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Aluminum Concentrations in Drinking Water and Risk of Alzheimer's Disease
Christopher N. Martyn, David N. Coggon, Hazel Inskip, Robert F. Lacey and Wendy F. Young
Vol. 8, No. 3 (May, 1997), pp. 281-286
Published by: Lippincott Williams & Wilkins
Stable URL: http://www.jstor.org/stable/3702254
Page Count: 6
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To investigate the relation of aluminum and silicon in drinking water to risk of Alzheimer's disease, we carried out a case-control study in eight regions of England and Wales. Subjects were identified from the records of neuroradiology centers, and diagnoses were confirmed by a review of hospital case-notes. Exposure to aluminum and silicon in drinking water was estimated from residential histories of 106 men with Alzheimer's disease, 99 men with other dementing illnesses, 226 men with brain cancer, and 441 men with other diseases of the nervous system. All subjects in the study were between 42 and 75 years of age. There was little association between Alzheimer's disease and higher aluminum or lower silicon concentrations in drinking water when cases were compared with any of the control groups. The results indicate that any risk of Alzheimer's disease from aluminum in drinking water at concentrations below 0.2 mg per liter is small, and they give no support for a protective role of silicon.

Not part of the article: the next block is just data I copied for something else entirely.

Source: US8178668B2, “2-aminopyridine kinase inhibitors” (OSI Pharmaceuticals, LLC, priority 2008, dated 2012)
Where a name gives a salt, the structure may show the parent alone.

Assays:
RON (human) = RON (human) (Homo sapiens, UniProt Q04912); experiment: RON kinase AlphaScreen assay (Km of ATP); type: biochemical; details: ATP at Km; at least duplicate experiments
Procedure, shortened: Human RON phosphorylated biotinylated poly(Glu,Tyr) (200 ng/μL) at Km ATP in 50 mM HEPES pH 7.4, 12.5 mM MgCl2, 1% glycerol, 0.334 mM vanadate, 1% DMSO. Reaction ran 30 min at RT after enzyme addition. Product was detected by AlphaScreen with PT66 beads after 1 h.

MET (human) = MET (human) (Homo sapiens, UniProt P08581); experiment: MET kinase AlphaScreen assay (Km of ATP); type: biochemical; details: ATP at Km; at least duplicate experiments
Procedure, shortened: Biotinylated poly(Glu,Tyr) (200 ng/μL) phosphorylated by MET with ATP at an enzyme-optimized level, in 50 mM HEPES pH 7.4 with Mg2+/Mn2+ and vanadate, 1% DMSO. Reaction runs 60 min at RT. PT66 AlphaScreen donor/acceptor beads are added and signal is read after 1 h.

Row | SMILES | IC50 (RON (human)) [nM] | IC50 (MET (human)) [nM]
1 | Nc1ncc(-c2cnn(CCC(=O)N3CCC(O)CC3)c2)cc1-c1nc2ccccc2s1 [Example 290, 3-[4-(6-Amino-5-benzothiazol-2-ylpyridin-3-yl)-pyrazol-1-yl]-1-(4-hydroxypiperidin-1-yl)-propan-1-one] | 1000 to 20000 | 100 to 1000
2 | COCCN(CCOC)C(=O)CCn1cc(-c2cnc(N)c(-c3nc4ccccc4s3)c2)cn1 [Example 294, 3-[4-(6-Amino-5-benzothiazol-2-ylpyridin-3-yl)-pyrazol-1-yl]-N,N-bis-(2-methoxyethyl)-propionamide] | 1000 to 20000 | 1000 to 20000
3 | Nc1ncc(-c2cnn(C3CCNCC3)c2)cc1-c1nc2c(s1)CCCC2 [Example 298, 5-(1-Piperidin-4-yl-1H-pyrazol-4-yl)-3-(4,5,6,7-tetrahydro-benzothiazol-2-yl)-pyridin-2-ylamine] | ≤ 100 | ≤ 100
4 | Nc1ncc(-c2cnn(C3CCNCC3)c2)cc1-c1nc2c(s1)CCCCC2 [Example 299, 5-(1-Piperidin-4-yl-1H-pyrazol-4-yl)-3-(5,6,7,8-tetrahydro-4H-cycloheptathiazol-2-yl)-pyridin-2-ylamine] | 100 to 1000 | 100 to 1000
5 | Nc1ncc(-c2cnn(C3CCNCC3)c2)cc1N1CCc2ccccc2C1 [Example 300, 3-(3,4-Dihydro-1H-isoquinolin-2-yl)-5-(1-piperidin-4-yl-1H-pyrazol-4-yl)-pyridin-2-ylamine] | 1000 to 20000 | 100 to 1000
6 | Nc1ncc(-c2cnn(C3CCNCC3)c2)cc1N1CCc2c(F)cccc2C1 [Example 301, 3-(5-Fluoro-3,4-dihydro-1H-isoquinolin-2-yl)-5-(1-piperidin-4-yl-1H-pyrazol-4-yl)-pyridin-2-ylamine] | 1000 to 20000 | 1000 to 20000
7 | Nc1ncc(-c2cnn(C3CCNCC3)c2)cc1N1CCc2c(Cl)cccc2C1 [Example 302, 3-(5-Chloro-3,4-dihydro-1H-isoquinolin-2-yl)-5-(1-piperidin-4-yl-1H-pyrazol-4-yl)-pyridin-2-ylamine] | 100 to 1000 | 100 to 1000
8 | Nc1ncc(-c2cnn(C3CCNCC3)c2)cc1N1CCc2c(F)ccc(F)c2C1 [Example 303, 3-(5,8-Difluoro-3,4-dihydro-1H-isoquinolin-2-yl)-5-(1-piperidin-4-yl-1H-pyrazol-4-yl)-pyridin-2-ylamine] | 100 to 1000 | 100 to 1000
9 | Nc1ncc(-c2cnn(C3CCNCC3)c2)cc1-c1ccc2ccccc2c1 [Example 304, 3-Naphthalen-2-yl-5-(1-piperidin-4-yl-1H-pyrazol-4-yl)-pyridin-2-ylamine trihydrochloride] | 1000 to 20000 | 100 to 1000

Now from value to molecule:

Epidemiology © 1997 Lippincott Williams & Wilkins